Although a strong single-sport background can give athletes an edge when getting into triathlon, it can also make for a difficult learning curve when attempting to master the two other sports. The unique physical attributes and mentalities of athletes who grew up swimming or cycling can sometimes be a detriment to running, but with the right focus on training and skills, you can offset these deficiencies and become a better overall triathlete.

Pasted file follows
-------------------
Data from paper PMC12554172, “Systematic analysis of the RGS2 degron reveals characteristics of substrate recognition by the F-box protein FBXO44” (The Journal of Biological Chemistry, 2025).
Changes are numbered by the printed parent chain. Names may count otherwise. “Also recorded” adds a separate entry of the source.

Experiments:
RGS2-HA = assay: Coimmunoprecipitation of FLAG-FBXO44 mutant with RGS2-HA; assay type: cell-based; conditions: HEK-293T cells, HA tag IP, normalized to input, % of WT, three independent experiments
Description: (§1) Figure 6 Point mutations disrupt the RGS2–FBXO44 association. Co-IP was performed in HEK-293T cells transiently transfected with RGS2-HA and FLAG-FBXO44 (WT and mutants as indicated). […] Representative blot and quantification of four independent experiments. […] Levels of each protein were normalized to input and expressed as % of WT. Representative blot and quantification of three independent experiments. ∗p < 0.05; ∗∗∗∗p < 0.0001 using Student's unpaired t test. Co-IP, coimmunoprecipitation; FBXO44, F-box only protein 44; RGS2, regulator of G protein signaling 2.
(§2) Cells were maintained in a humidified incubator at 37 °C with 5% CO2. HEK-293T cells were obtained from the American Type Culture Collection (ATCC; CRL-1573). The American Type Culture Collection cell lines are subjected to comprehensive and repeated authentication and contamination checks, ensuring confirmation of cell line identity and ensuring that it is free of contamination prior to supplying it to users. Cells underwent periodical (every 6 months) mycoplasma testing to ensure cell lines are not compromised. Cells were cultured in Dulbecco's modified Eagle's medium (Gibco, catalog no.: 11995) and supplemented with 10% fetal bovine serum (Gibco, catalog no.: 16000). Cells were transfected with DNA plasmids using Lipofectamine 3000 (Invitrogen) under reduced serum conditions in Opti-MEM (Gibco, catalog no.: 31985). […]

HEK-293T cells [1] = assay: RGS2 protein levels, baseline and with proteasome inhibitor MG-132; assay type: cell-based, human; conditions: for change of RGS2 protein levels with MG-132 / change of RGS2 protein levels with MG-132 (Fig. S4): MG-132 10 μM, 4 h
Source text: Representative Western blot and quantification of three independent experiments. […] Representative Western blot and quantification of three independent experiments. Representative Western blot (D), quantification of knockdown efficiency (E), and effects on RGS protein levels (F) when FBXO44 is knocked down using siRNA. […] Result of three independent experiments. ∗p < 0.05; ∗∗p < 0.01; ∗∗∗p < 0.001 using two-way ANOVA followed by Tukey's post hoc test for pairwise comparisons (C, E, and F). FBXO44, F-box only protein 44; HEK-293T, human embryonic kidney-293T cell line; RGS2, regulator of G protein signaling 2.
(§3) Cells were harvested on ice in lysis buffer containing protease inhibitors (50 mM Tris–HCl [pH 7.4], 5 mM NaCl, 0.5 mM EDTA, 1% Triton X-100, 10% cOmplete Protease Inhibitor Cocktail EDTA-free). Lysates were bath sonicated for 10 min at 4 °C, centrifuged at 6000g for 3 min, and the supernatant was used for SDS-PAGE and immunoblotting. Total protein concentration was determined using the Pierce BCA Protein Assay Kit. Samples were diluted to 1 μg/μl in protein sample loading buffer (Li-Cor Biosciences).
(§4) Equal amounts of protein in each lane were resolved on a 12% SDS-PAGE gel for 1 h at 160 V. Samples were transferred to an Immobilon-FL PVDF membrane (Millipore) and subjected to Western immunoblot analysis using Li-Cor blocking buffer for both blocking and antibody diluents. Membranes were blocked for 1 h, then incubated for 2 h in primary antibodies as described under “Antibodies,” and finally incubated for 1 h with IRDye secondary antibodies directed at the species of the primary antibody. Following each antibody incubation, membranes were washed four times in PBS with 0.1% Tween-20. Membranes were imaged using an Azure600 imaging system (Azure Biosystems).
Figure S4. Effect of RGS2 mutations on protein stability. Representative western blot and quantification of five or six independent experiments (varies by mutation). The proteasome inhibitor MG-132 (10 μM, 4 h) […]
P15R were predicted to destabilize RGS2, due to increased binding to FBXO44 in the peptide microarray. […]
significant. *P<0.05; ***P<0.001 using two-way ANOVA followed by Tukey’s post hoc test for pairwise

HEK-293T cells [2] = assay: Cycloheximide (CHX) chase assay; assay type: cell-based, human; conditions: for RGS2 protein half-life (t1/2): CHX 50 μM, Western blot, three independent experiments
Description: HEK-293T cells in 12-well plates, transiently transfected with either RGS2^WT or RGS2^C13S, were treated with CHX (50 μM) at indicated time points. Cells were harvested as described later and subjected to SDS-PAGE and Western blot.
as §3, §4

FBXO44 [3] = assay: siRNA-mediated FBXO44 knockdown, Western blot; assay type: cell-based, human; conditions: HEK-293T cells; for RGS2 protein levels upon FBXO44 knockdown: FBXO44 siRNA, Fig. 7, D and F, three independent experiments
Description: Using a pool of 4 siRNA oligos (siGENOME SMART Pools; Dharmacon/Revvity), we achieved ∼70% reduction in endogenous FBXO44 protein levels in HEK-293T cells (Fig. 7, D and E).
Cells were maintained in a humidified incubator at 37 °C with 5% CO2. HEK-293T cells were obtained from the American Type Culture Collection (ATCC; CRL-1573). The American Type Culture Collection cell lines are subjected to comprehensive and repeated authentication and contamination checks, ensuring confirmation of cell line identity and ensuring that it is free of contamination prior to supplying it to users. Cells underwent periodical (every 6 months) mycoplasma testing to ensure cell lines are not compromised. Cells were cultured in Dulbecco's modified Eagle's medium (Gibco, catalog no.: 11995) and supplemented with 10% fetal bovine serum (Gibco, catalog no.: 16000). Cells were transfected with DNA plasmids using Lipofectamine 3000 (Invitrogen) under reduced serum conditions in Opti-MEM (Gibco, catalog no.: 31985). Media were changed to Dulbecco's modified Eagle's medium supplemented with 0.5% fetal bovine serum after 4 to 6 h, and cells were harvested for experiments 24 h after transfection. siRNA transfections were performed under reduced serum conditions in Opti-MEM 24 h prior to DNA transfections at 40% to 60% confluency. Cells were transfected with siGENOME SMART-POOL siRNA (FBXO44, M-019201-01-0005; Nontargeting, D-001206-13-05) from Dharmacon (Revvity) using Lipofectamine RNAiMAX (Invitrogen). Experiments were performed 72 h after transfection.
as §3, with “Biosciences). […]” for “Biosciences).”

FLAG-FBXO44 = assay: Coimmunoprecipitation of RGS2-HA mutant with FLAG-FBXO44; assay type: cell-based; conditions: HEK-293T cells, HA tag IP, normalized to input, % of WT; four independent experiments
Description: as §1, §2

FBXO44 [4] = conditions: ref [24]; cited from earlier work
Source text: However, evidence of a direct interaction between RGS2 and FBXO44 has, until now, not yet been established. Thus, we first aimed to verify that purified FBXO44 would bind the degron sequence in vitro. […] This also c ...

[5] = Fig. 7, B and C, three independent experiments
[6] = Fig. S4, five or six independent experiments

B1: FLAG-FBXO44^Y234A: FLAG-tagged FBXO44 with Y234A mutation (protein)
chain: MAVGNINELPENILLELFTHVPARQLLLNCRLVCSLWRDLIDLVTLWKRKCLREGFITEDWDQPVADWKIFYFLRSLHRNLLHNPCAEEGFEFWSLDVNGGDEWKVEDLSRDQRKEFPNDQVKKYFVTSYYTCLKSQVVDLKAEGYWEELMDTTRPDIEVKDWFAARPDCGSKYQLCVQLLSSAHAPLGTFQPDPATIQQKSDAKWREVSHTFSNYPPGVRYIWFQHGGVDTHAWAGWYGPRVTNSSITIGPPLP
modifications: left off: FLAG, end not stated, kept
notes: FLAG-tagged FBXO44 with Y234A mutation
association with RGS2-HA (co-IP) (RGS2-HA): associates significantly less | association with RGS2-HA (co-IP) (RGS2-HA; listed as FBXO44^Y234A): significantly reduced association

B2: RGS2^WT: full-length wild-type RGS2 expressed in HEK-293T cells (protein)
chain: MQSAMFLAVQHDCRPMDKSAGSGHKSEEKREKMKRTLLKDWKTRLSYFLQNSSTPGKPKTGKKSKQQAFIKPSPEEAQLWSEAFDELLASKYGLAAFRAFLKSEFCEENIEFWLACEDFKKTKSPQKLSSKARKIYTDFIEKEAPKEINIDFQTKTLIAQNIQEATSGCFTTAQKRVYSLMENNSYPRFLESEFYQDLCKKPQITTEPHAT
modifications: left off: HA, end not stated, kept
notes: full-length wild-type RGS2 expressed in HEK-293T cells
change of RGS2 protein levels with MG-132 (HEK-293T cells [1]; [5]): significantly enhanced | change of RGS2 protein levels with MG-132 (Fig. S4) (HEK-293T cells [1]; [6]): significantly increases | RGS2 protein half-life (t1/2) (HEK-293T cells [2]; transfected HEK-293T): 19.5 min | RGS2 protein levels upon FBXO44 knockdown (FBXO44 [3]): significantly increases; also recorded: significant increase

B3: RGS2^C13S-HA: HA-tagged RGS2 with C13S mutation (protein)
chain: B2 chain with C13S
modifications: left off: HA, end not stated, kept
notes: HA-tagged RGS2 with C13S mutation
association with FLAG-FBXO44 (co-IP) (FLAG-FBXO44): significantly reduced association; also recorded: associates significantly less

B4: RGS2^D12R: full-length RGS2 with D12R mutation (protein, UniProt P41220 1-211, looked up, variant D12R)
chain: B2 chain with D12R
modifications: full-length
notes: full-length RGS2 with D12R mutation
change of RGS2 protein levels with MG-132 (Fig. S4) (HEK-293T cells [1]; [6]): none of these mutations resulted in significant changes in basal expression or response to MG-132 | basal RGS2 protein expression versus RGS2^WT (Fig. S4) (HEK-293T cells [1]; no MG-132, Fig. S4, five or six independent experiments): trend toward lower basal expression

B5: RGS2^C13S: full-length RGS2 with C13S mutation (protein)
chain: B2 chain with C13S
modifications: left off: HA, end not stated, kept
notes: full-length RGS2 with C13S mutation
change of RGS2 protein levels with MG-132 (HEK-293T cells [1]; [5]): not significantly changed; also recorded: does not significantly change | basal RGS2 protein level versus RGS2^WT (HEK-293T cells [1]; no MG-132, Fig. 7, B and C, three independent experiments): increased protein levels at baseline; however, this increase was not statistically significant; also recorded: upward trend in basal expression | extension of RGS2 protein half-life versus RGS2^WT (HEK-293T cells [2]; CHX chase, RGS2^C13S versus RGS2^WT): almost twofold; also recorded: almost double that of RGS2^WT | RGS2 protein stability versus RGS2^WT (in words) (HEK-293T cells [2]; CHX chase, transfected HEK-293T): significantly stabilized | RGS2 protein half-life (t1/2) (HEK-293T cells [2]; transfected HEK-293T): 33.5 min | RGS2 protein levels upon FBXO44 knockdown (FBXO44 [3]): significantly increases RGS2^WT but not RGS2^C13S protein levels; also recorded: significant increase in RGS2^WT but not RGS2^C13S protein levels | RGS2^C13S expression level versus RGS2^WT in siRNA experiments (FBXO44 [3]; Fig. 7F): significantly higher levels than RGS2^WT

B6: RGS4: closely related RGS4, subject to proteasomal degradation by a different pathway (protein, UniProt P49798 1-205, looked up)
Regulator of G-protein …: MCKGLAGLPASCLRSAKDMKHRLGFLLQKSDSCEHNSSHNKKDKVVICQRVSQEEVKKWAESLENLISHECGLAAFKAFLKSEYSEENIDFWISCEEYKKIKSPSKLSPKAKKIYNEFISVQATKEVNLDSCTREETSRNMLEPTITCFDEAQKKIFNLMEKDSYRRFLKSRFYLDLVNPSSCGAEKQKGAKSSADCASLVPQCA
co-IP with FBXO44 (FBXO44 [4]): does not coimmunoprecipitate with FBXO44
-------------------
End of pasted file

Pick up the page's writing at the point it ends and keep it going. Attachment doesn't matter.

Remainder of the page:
Acclaimed running coach Bobby McGee, a member of USA Triathlon’s High Performance Team, points out that the first two sports of a triathlon actually have a lot in common: The muscle function required to swim and bike is concentric (shortening) versus eccentric (lengthening) in running. He calls the former two sports “supported activities” because there’s way less gravity to contend with, especially in the water and on the flats on the bike, whereas running requires maximum effort to fight gravity with every step. He also calls them “partial effort,” as the brain knows that you still have to either bike after the swim or run after the bike, so it’s holding back. These differences contribute to the difficulty of transitioning from one sport to three.